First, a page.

In the morning, a friend who scours the Internet like a sporting historian, chronicling the delicious moments of life just passed, mails me a picture. As much as we are addicted to moving film, the still image has the haunting quality of a painting. The more you look at it, the more it tells a tale.
This picture is not as evocative as the goal it captures, but it is revealing.
It tells us of Lionel Messi's lonely world. No other Argentinian is present and it is symbolic of what we expect of Messi: To be a man apart, to win a Cup on his own. For these seconds the match has been reduced to just that: Messi versus Bosnia and Herzegovina.
There are six Bosnians in the picture with Messi, which represents an even fight. It is also typical, for if you type in "Messi surrounded" on Google Images, you get a feel of his suffocating life. In every picture he's encircled by defenders and it is as if he exists within a maze from which he must escape constantly.
In the picture, the 'keeper dives but is too late. Two defenders are on the ground, illustrating the chaos Messi leaves in his wake. One might say he leaves a planet unbalanced. By now Messi has already turned and accelerated from insipid to inspired in a few strides. He kicks, the camera clicks. It captures him looking unsure: Will the ball go in? Even Messi hopes.
There is one person in the picture you can't see. He's always there at Messi's side in a Cup, a phantom he can't dribble past, a lurking ghost who taunts him. Maradona.
Sometime, somewhere, Messi must have seen another picture.
That one from 1982 of Maradona.
His back to us, the ball resting at his contemplative left foot as six Belgians - abandoning formation as they crowd together - face him in fearful anticipation. Maradona shone four years later, but that picture spoke of his arrogance and authority. It is what argentinians expect of Messi at this Cup.
In most ways, Messi can never be Maradona for Argentinians.
He's his too-polished alter ego.
Choirboy, not maverick. Quiet, not outspoken. Correct, not cunning.
Controlled, not inflammable.
But when the football begins, they find some similarity. In Guillem Ballague's book, Messi, a former Argentinian fitness trainer, Fernando Signorini, says of them: "You need to look at their DNA to see if they have the butterfly gene in their legs because they, like the butterfly, seem to have the sense of taste in their feet.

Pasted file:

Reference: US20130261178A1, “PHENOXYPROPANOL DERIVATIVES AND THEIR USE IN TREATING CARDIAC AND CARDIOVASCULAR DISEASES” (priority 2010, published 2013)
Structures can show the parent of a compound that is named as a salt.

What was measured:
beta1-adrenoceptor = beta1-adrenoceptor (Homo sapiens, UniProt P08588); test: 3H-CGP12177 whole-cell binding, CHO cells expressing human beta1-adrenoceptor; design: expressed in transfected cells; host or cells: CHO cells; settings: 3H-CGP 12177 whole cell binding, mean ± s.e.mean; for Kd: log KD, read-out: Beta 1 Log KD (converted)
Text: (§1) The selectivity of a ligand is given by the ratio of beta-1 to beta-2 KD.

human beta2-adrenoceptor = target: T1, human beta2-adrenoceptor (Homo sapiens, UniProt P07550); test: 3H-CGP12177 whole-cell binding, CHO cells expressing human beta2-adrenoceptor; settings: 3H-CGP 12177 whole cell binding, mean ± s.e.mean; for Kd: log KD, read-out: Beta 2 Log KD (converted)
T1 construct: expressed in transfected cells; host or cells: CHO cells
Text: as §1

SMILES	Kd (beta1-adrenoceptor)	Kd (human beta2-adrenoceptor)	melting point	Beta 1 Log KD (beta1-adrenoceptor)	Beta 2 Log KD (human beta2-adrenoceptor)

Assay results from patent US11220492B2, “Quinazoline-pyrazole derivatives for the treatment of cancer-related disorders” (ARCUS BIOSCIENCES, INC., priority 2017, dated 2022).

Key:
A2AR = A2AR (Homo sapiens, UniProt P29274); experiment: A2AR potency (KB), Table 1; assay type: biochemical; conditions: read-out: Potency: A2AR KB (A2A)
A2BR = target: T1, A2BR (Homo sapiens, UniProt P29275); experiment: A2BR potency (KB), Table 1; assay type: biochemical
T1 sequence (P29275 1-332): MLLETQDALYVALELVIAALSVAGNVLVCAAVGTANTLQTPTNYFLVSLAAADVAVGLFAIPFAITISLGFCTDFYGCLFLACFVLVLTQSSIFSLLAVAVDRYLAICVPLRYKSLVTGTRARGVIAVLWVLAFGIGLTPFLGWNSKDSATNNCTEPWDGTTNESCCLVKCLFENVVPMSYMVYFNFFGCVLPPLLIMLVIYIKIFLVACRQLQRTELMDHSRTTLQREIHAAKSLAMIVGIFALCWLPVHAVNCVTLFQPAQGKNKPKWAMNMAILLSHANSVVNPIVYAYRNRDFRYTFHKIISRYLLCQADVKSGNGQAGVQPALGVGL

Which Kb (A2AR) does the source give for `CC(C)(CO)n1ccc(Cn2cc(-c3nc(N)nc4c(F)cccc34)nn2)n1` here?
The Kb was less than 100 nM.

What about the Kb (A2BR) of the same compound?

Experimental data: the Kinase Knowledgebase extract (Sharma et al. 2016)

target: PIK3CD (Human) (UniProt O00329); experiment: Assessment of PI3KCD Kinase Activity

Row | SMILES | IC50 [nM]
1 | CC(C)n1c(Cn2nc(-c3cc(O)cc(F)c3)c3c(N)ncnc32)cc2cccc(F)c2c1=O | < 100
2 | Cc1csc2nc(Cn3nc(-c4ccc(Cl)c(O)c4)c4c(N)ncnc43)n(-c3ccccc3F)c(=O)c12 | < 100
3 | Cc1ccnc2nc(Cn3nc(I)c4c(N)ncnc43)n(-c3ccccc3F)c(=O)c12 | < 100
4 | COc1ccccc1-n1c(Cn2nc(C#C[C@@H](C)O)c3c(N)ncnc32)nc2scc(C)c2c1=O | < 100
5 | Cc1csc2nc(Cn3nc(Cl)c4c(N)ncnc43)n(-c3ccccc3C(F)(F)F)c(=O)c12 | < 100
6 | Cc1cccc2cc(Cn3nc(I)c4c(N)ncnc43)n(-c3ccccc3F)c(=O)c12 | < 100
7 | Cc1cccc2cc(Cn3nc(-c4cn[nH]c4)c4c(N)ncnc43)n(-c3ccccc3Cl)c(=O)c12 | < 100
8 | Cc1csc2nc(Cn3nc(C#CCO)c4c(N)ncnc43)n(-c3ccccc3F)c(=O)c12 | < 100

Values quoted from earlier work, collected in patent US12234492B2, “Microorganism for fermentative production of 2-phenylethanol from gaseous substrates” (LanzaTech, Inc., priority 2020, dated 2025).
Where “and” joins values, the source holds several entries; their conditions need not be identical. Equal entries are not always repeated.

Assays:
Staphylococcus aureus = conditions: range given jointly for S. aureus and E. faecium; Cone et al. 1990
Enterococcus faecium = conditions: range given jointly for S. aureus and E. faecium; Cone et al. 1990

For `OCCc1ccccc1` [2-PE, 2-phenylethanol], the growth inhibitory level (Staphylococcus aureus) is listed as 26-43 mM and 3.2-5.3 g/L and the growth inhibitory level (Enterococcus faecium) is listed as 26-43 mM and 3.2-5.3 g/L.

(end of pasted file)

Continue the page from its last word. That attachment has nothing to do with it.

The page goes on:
And a very good taste." Maradona likes the taste of the Cup and so far Messi has not. It is why this goal, only Messi's second in his third Cup, mattered, it's why he called it a "relief".
He has sufficient burdens - of vomiting due to stress, of stuttering form, of booing fans - and to not score would be further wounding.
Nations can afford limp first matches, but Messi cannot.
The goal also mattered in its design because it wasn't an opportunistic rebound, but quick and intricate, fast feet and feinting shoulder, dart and dribble, and thus not just a goal but a statement. Telling us that through 94 subdued minutes, he needed only four seconds to tilt a match. He's reminding us he is still Messi.
The goal matters only till June 21, against Iran, when he must score again and, to win this Cup, Messi must play 540 more minutes and find within them sufficient bursts of inventive seconds.
This is not a cruel life he has, it is the life he wanted.
Every goal matters. Every goal could make an impression, leave a dent in history and erase a little of the hovering ghost of Maradona.
For Messi surely that represents the most gratifying of images.
This article was first published on June 17, 2014.
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